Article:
One language feature I like most in Haskell is type class. It was originally conceived as a way of implementing overloaded arithmetic and equality operators. It is a clever trick to support ad-hoc polymorphism, which does not require extensive modifications of the compiler or the type system.

F# does not provide type class, but we can emulate it with other F# language features such as operator overloading and inline function. Type Classes for F# shows this trick. Here’s the Functor example taken from the blog:

type Fmap = Fmap with static member ($) (Fmap, x:option<_>) = fun f -> Option.map f x static member ($) (Fmap, x:list<_> ) = fun f -> List.map f x let inline fmap f x = Fmap $ x <| f

Here, `fmap`

function must be inline because inline functions can have statically resolved type parameters. Without the `inline`

modifier, type inference forces the function to take a specific type. In this case, the compiler can’t decide between `option`

and `list`

and emits an error.

You can use it as in the following:

> fmap ((+) 2) [1;2;3] ;; val it : int list = [3; 4; 5] > fmap ((+) 2) (Some 3) ;; val it : int option = Some 5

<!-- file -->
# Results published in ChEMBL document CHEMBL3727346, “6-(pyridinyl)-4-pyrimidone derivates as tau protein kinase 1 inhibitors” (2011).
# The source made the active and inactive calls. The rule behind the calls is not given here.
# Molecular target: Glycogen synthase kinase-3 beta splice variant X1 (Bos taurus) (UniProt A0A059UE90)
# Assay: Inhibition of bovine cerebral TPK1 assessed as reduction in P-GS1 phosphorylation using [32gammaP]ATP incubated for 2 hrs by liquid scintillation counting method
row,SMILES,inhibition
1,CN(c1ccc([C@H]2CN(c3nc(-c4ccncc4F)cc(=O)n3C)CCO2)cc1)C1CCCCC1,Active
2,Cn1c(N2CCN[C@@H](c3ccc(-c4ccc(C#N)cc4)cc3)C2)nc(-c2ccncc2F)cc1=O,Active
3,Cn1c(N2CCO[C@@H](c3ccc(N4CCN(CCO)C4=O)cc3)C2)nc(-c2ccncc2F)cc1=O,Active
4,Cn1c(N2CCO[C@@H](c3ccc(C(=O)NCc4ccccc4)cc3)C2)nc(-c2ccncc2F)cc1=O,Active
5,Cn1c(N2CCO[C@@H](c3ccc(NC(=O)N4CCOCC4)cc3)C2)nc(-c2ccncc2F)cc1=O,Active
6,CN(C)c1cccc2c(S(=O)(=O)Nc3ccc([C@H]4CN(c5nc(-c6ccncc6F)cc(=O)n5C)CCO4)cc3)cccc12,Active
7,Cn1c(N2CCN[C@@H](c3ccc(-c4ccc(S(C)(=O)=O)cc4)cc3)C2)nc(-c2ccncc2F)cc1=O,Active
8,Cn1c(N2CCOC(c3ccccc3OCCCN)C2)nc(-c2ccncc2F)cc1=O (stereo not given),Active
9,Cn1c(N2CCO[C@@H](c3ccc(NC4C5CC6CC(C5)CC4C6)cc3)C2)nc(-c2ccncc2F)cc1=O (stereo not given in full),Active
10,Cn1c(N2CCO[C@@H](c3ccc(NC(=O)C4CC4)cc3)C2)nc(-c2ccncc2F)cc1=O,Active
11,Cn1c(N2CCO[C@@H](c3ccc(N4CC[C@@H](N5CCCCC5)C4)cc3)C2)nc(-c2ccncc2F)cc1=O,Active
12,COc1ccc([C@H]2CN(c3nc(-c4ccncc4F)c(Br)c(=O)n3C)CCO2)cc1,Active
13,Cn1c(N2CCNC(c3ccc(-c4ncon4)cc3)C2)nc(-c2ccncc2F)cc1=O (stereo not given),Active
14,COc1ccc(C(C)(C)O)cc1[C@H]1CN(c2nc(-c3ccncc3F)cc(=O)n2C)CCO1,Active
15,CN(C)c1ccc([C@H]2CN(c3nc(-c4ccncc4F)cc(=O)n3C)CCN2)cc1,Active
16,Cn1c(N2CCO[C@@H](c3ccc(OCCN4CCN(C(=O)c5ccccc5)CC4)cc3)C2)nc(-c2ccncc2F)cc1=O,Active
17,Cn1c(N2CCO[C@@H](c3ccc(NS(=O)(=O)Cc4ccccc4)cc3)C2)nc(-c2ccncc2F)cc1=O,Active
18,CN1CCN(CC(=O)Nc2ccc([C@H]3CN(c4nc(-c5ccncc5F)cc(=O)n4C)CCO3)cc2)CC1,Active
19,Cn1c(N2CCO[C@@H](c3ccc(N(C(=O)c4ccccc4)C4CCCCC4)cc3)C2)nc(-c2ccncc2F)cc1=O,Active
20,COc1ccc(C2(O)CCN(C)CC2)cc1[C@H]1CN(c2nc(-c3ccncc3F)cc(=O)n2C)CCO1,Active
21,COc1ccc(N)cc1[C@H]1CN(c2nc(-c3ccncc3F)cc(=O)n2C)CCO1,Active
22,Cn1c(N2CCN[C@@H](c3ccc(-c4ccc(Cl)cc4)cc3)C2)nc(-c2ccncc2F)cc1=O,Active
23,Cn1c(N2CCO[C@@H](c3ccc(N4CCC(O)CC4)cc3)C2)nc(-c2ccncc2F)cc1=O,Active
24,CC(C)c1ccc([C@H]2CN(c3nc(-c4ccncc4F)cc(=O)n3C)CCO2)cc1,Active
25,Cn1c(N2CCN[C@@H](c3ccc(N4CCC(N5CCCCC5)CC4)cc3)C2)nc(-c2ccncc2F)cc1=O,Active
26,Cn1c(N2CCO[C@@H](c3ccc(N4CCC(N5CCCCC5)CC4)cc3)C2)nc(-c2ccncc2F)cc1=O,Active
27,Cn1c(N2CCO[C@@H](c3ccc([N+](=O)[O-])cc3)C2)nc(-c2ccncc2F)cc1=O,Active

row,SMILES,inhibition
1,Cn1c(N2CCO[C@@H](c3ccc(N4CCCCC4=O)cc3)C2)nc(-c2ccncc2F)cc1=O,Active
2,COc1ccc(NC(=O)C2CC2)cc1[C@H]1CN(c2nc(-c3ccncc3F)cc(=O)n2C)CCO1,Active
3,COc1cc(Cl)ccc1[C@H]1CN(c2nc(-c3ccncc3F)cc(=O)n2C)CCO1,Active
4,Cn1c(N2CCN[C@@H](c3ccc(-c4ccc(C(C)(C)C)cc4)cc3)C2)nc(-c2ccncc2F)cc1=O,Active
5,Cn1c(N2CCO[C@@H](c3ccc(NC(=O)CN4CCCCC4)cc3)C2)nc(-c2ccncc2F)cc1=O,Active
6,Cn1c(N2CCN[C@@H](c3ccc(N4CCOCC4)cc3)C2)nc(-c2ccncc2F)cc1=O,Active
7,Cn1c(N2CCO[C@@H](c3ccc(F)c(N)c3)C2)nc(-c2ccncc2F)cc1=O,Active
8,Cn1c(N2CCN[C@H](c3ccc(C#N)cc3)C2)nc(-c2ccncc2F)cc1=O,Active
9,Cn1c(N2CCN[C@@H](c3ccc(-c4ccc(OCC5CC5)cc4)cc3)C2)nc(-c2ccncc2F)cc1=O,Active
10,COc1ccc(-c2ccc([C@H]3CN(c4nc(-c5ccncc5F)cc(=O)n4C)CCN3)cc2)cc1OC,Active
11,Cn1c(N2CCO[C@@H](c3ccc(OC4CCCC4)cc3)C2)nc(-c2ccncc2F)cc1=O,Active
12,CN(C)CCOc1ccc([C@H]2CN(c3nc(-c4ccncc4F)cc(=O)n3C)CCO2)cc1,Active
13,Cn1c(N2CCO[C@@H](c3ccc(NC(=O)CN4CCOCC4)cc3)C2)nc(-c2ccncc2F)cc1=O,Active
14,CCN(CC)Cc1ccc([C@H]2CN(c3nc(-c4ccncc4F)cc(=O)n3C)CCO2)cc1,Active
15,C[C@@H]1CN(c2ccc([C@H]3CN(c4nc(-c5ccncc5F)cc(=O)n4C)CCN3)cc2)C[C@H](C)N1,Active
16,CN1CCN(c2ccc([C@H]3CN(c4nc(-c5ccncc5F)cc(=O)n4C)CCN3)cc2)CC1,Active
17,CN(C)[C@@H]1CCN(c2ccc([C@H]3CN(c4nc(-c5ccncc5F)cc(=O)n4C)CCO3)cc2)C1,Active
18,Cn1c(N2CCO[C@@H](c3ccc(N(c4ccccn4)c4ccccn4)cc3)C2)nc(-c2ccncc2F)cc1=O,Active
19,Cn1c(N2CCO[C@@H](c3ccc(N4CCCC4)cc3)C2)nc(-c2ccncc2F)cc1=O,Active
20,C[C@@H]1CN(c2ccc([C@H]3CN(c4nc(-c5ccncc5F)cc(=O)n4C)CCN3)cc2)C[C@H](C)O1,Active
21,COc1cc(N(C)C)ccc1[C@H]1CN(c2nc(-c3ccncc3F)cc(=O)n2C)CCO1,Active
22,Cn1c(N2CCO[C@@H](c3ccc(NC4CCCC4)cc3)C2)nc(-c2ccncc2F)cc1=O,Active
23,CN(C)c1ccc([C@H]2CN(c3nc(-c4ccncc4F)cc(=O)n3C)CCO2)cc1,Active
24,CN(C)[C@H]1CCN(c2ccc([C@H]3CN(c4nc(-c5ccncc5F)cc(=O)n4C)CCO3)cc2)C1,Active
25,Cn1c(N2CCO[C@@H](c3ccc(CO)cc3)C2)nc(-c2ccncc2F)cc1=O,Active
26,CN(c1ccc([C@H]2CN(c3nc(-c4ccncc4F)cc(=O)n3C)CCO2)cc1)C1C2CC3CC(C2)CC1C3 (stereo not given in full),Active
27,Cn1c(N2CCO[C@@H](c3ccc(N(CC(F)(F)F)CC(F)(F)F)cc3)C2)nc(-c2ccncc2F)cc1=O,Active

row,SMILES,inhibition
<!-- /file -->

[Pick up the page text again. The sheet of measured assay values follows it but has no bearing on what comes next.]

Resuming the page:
I transliterated the TreeRec example of Simon Thompson’s paper, Higher-order + Polymorphic = Reusable into F# by emulating type class in this way.

type Tree<'a> = | Leaf | Node of 'a * Tree<'a> * Tree<'a> type LeafClass = LeafClass with static member ($) (LeafClass, t:'a list) = [] static member ($) (LeafClass, t:Tree<'a>) = Leaf let inline leaf () : ^R = (LeafClass $ Unchecked.defaultof< ^R> ) type NodeClass = NodeClass with static member ($) (NodeClass, l1:'a list) = fun a l2 -> List.concat [l1; [a]; l2] static member ($) (NodeClass, t1:Tree<'a>) = fun a t2 -> Node(a, t1, t2) let inline node a x1 x2 = (NodeClass $ x1) a x2 type TreeRecClass = TreeRecClass with static member ($) (TreeRecClass, l:'a list) = fun f st -> let listToTree = function | [] -> failwith "listToTree" | a::x -> let n = List.length x / 2 let l1 = Seq.take n x |> Seq.toList let l2 = Seq.skip n x |> Seq.toList (a, l1, l2) let rec treeRec' = function | [] -> st | l -> let a, t1, t2 = listToTree l let v1 = treeRec' t1 let v2 = treeRec' t2 f v1 v2 a t1 t2 treeRec' l static member ($) (TreeRecClass, t:Tree<'a>) = fun f st -> let rec treeRec' f st = function | Leaf -> st | Node(a, t1, t2) -> f (treeRec' f st t1) (treeRec' f st t2) a t1 t2 treeRec' f st t let inline treeRec f st x = (TreeRecClass $ x) f st let inline tSort x = // FIXME: Implement sorting! let mVal sort1 sort2 v = List.concat [sort1; sort2; [v]] let mergeVal sort1 sort2 v t1 t2 = mVal sort1 sort2 v treeRec mergeVal [] x

One problem with this approach is that we no longer can group related operations together into a single class. It can’t express that Tree-like type t* has three operations: `leaf`

, `node`

and `treeRec`

. We end up having three distinct types `LeafClass`

, `NodeClass`

and `TreeRecClass`

.